Well, cheer up. There is a source of authentic swing that's not part of a multi-tiered merchandising strategy. Perhaps you've already discovered, while driving southeast toward Geauga County, this beacon on the left side of the dial: radio station WKHR/FM-91.5.
Though chasing the station's signal requires persistence (it fades on Cleveland's West Side), efforts are rewarded by the felicitous sounds of Louis Armstrong, Benny Goodman, Jo Stafford, and Bix Beiderbecke.
Playing music of the '30s, '40s, and '50s (with an occasional contemporary swing tune thrown in), WKHR clearly is not a commercial station. The sets are long, uninterrupted by tiresome chatter and retirement-home commercials. The DJs are enthusiastic, but unlike those at commercial swing station WRMR/AM-850, they don't indulge in windy monologues or intermingle the Andrews Sisters with LeAnn Rimes.
WKHR resides at Kenston High School, in the hamlet of Bainbridge. According to Station Manager Chris Kofron, the station was founded 18 years ago by Joanne Molter, the school's media adviser at the time. Four years ago, it swapped frequencies with WSTB, a high school heavy-metal station in Streetsboro, an exchange that boosted its power from 150 to 1,000 watts.
Until then, WKHR's format was mixed: big band in the morning, blues at noon, and alternative rock the rest of the day. "People weren't listening," Kofron says. "Stations like WENZ and WMMS were playing alternative, with much more power." Led by its general manager, Scott McVay, the station wagered on a concept it calls "big band, swing, and the great American song," and the gamble paid off. WKHR now has a loyal following, and not just among the Golden Buckeye set. "We get calls from younger people," Kofron says, "swing dancers and musicians who find ideas for repertoire by listening to us."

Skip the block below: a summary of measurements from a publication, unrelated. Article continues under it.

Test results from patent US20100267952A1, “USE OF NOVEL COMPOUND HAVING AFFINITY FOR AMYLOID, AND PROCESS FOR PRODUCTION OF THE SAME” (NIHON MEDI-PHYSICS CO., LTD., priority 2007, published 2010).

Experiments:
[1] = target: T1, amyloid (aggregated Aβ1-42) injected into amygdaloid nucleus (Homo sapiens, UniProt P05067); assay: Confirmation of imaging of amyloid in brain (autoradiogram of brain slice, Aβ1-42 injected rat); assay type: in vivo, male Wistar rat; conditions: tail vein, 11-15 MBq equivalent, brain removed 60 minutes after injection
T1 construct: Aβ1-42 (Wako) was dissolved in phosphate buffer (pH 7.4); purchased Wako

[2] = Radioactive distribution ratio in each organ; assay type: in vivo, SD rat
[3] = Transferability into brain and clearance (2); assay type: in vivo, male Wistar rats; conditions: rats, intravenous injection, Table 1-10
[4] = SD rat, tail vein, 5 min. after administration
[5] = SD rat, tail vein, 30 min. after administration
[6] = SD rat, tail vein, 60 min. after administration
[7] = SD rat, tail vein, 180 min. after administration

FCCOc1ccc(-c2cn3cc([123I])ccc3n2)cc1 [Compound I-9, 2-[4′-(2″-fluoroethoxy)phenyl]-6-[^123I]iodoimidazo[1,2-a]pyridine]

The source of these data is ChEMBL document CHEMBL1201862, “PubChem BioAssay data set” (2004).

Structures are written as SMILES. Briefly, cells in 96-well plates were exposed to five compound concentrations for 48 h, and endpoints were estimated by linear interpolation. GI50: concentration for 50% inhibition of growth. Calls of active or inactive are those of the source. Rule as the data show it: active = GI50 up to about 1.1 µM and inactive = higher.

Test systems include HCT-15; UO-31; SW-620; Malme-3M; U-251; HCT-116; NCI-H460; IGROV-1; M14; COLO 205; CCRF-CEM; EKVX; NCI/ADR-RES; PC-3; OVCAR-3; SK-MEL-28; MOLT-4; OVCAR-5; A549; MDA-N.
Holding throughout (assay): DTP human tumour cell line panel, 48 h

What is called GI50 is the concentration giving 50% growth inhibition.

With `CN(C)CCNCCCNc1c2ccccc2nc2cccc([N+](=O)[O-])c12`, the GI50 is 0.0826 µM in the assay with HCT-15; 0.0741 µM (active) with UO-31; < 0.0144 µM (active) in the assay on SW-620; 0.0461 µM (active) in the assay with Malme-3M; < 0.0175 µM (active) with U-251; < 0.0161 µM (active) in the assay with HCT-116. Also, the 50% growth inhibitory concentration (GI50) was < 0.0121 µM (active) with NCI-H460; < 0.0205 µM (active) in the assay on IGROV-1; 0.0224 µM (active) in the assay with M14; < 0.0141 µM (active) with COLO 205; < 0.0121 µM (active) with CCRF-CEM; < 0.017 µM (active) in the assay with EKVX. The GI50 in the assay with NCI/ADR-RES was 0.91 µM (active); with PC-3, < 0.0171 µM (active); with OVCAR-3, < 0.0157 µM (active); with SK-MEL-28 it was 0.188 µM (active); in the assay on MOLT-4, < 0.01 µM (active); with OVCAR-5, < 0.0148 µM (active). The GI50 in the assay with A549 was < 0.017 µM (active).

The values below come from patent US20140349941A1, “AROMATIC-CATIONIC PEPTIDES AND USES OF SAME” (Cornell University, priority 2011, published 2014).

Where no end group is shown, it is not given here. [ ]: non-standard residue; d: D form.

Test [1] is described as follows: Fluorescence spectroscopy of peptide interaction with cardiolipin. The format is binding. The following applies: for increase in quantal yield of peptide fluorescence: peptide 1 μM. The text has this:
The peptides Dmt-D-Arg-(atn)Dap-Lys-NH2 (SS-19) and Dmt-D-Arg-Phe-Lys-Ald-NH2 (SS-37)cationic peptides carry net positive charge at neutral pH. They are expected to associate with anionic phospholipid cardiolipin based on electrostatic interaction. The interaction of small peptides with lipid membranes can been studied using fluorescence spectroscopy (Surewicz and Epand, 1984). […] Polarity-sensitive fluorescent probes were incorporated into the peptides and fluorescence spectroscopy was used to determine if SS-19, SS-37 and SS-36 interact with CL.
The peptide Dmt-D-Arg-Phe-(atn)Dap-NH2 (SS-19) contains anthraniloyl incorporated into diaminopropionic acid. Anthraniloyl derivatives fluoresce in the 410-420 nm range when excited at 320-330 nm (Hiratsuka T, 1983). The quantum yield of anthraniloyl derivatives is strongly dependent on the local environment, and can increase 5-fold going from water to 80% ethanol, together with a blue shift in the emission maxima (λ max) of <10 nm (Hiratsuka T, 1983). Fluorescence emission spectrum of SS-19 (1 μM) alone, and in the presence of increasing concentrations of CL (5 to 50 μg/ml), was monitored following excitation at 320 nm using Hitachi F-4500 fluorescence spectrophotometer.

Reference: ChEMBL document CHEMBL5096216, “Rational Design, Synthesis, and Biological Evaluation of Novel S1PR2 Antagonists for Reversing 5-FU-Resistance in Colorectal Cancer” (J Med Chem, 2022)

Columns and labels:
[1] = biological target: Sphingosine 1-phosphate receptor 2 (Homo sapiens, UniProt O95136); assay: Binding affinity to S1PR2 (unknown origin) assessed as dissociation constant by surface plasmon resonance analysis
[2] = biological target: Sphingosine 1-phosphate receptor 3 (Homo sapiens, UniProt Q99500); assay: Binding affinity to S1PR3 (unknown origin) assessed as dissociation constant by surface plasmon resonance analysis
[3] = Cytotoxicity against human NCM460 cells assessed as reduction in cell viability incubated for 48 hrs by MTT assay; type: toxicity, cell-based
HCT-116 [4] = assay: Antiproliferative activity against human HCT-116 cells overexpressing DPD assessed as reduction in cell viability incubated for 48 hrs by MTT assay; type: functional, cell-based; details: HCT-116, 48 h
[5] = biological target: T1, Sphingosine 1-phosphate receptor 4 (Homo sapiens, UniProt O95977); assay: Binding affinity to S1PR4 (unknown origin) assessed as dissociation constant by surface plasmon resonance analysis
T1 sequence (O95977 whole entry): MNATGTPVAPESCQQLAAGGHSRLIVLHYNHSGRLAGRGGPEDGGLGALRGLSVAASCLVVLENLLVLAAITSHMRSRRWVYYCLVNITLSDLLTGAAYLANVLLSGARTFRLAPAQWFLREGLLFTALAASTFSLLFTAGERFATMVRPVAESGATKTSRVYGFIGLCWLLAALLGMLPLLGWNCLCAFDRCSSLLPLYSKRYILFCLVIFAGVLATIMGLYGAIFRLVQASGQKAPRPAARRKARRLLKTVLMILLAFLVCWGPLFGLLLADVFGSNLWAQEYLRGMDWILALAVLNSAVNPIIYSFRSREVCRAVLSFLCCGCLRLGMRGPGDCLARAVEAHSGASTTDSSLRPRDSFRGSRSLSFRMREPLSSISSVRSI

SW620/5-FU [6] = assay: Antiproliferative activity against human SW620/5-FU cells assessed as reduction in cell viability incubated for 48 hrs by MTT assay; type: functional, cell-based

Despite its schoolhouse venue, Kofron stresses that WKHR is "a community station, not a high school station." It is supported by foundation grants, underwriting from local businesses, and listener contributions. The all-volunteer staff of 120 includes about fifty announcers, each hosting a two-hour shift. On weekday afternoons, on-air duties are handled by students from the entertainment-marketing class Kofron teaches at Kenston.
Visitors to the station will encounter three generations of swing enthusiasts. In addition to Kofron, 33, who acquired his passion for noncommercial radio at Cleveland State University's WCSB, there's Jimmy Morgan, 71, and a small group of students. This may be their grandparents' music, but the teens have developed strong preferences. Kofron drills them: "Who's your favorite?" They volley back: "Tommy Dorsey." "Ella Fitzgerald." "Sinatra, easy."
To what does Kofron attribute the recent upswing of swing? "It's incredible stuff. It's popular now because the music that is force-fed to us by radio is lacking."
Morgan, a trumpeter and singer who toured with big bands in the '40s, is on the air Tuesday mornings from 8 to 10. He is lukewarm about the modern remakes of swing classics. "Everyone raves about this Brian Setzer," he says. "I just can't get used to seeing a rock and roll guitar player in front of a big band."
Kofron shows off the broadcast studio, a sunlit, professional-grade facility. On the air today is Jennifer Gray, 17. "That was Hoagy Carmichael and 'Memphis in June,'" she intones smoothly.
The station's growth will depend on whether it can broaden its broadcast range, and Kofron is researching options for increasing wattage. Meanwhile, it will continue to provide what Kofron calls "old-timey radio at its finest."
Kofron says he's changed with the format. "When we were playing alternative music, I'd go home feeling horrible. Now I go home in a great mood. We're a cure for road rage."